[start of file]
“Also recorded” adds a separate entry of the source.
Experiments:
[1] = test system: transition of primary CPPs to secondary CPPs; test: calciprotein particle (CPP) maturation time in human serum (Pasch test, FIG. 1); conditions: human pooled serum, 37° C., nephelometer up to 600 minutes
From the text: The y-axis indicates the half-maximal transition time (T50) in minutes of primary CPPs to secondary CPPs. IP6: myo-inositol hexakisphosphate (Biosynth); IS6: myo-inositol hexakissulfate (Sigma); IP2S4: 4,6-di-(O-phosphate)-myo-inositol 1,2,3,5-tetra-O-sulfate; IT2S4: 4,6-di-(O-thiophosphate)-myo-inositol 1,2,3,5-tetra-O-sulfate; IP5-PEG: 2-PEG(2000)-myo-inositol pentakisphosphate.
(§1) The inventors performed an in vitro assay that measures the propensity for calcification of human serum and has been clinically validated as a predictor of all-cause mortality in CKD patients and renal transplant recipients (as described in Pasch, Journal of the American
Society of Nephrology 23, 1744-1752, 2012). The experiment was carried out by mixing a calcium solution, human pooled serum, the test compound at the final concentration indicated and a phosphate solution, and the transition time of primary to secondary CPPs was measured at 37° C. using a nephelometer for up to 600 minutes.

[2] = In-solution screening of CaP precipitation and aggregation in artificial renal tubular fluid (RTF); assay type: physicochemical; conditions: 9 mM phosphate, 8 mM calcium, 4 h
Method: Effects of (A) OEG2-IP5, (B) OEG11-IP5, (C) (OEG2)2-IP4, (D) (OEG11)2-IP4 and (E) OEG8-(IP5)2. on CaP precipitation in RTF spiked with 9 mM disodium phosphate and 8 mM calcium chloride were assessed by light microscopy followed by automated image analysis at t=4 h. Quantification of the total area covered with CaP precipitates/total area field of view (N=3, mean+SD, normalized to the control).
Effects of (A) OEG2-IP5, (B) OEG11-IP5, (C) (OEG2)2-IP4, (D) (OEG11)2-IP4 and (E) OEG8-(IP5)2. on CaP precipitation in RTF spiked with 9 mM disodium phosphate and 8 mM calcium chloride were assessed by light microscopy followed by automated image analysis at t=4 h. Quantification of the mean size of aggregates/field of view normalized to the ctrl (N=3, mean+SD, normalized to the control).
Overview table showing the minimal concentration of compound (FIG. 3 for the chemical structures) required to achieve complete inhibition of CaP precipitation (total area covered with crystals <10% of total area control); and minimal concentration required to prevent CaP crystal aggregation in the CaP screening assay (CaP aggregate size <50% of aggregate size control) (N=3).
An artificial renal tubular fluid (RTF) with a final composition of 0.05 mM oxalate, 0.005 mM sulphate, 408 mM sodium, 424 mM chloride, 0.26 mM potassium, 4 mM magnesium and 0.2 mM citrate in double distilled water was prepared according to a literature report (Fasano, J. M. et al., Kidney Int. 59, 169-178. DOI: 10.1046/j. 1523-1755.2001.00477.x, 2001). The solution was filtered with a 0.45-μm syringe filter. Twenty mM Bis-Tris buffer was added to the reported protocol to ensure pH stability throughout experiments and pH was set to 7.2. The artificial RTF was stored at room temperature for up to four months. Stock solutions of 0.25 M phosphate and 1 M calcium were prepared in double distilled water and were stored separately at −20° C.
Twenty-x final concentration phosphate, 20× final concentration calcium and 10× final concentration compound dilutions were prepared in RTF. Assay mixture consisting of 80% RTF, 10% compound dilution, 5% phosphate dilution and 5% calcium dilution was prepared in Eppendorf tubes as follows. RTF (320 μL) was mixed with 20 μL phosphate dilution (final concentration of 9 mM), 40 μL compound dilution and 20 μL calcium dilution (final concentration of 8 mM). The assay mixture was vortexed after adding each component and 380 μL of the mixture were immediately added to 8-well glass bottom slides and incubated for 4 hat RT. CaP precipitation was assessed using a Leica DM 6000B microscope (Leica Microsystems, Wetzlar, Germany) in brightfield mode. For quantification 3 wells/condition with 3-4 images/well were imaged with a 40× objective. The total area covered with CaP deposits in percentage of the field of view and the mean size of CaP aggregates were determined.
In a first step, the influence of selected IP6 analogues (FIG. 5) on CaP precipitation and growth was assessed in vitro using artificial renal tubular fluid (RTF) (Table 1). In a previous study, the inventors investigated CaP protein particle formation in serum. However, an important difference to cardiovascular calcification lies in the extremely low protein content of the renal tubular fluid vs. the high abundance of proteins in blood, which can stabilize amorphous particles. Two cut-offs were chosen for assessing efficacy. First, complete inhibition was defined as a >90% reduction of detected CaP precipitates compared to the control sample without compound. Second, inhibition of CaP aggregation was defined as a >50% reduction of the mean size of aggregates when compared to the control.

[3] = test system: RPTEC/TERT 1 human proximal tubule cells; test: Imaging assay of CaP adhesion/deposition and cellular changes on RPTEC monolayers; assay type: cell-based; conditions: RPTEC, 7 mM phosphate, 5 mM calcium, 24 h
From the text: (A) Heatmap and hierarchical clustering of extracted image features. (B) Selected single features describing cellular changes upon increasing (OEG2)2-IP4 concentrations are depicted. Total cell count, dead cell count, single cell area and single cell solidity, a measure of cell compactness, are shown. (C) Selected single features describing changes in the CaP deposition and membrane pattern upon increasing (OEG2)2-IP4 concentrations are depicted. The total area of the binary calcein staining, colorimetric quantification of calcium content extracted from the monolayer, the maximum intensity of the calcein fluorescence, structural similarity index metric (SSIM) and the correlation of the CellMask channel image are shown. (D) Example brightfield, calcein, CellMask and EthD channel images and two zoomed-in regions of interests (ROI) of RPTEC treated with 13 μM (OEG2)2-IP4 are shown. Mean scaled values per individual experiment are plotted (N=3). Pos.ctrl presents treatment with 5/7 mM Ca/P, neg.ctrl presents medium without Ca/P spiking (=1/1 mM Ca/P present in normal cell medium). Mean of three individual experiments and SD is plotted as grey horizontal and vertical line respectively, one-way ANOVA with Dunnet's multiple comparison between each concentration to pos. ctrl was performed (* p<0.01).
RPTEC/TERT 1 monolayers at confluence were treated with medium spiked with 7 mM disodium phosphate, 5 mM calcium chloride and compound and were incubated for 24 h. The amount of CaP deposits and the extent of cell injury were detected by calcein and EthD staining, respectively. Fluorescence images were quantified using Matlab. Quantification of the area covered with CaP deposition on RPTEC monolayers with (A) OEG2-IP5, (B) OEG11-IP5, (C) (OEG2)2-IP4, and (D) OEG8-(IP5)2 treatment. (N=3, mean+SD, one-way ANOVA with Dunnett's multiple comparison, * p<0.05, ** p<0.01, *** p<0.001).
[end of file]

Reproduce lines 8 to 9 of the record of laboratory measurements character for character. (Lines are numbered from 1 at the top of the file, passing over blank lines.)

Method: Effects of (A) OEG2-IP5, (B) OEG11-IP5, (C) (OEG2)2-IP4, (D) (OEG11)2-IP4 and (E) OEG8-(IP5)2. on CaP precipitation in RTF spiked with 9 mM disodium phosphate and 8 mM calcium chloride were assessed by light microscopy followed by automated image analysis at t=4 h. Quantification of the total area covered with CaP precipitates/total area field of view (N=3, mean+SD, normalized to the control).
Effects of (A) OEG2-IP5, (B) OEG11-IP5, (C) (OEG2)2-IP4, (D) (OEG11)2-IP4 and (E) OEG8-(IP5)2. on CaP precipitation in RTF spiked with 9 mM disodium phosphate and 8 mM calcium chloride were assessed by light microscopy followed by automated image analysis at t=4 h. Quantification of the mean size of aggregates/field of view normalized to the ctrl (N=3, mean+SD, normalized to the control).